Botox may help reduce depression, study shows

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The bacterial toxin botulinum toxin (BTX)—colloquially known as Botox—is probably known to most people as a remedy for wrinkles.

But in a study from the Hannover Medical School and elsewhere, scientists found botulinum toxin can do even more: if it is injected into the forehead, for example, it can alleviate depression.

It also dampens negative emotions in people with borderline personality disorder, who suffer from extreme mood swings.

Negative moods are expressed on the face in the so-called glabellar region, the area of the lower middle forehead.

When we are angry or tense, two different types of muscles contract and cause frown lines or worry lines to appear above the root of the nose.

When botulinum toxin is injected into the glabellar region, it paralyzes these muscles between the eyebrows. Because facial expressions and psychological state are closely linked, this also reduces the intensity of emotions.

In the study, the team found out where and how BTX influences the negative program in the brain. With the help of magnetic resonance imaging (MRI), they have visualized the neuronal effects in borderline patients.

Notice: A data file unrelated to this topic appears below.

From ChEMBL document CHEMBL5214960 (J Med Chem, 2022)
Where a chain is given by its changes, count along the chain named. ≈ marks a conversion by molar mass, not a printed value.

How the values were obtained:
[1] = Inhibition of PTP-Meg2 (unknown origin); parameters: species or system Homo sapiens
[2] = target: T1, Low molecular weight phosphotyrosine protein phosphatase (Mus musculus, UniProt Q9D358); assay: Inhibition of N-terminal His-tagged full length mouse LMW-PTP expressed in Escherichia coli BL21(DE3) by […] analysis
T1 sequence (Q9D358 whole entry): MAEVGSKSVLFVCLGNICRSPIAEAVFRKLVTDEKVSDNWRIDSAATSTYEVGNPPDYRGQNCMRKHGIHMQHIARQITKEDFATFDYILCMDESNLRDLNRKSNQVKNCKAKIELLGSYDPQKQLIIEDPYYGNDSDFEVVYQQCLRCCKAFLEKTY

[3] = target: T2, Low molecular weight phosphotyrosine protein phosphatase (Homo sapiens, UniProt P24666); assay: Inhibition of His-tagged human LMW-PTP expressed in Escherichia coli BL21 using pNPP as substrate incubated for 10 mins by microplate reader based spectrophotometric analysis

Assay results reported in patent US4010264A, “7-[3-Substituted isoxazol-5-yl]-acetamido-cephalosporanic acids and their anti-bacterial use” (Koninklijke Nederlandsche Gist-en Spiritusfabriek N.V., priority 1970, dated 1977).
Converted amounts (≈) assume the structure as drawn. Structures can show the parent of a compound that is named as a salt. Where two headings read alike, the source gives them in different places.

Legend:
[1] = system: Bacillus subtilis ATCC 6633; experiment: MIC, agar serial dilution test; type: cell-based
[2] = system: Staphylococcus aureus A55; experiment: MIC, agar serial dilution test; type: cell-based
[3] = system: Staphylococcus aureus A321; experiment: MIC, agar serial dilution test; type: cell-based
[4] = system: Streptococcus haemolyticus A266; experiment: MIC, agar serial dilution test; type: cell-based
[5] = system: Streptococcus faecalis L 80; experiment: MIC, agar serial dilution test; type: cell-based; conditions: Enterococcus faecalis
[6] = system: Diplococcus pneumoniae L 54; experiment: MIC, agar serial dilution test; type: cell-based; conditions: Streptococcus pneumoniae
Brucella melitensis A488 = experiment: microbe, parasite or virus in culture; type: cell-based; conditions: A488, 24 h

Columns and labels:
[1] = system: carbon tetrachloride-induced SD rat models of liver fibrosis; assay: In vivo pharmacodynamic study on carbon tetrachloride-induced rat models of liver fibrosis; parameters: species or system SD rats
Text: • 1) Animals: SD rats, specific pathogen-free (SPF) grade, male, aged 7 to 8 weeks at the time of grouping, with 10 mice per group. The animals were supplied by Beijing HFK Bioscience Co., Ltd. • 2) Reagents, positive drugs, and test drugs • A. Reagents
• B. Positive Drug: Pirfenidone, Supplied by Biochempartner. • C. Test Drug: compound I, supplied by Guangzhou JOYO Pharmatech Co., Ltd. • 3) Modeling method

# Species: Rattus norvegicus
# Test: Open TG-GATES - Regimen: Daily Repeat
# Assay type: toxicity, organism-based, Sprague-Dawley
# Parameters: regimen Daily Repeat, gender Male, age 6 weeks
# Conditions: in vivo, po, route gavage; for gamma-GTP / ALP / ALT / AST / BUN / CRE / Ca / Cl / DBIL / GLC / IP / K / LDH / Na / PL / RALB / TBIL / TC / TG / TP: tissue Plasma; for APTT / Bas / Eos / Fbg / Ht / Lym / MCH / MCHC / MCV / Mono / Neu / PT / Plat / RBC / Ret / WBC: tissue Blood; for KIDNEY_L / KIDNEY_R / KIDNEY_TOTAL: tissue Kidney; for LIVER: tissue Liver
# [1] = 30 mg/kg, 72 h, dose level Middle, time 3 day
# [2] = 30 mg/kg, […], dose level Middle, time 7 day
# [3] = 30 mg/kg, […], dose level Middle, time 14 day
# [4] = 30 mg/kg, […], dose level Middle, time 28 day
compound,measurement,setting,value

They found botulinum toxin influences the so-called amygdala or almond nucleus in the temporal lobe of the brain, where fears arise and are processed.

The team found depressive symptoms improve significantly as a result.

The treatment has several advantages at once: Since the paralyzing effect lasts for three or more months, an injection also only needs to be given at these intervals.

The infrequent injections are also less costly than some other therapy options and have very good tolerance and acceptance among patients.

The team found by interrupting the feedback loop between the forehead muscles and the brain, botulinum toxin also changes the emotional feedback.

The researchers were able to prove this in the brains of borderline patients who had been treated with a botulinum toxin injection in the glabellar region.

Just four weeks later, the patients had significantly reduced symptoms, which was also shown in the MRI images.

So far, however, BTX treatment for mental illnesses has not been included in the services provided by health insurance companies. The psychiatrist hopes that this will change when the mode of action has been better researched.

If you care about depression, please read studies about a major cause of depression in older people, and new drug to treat depression effectively.

For more information about mental health, please see recent studies about anxiety therapy that can strongly change personality, and results showing one dose of this drug may lower anxiety and depression for 5 years.

The study was conducted by Dr. Tillmann Krüger et al and published in the journal Scientific Reports.

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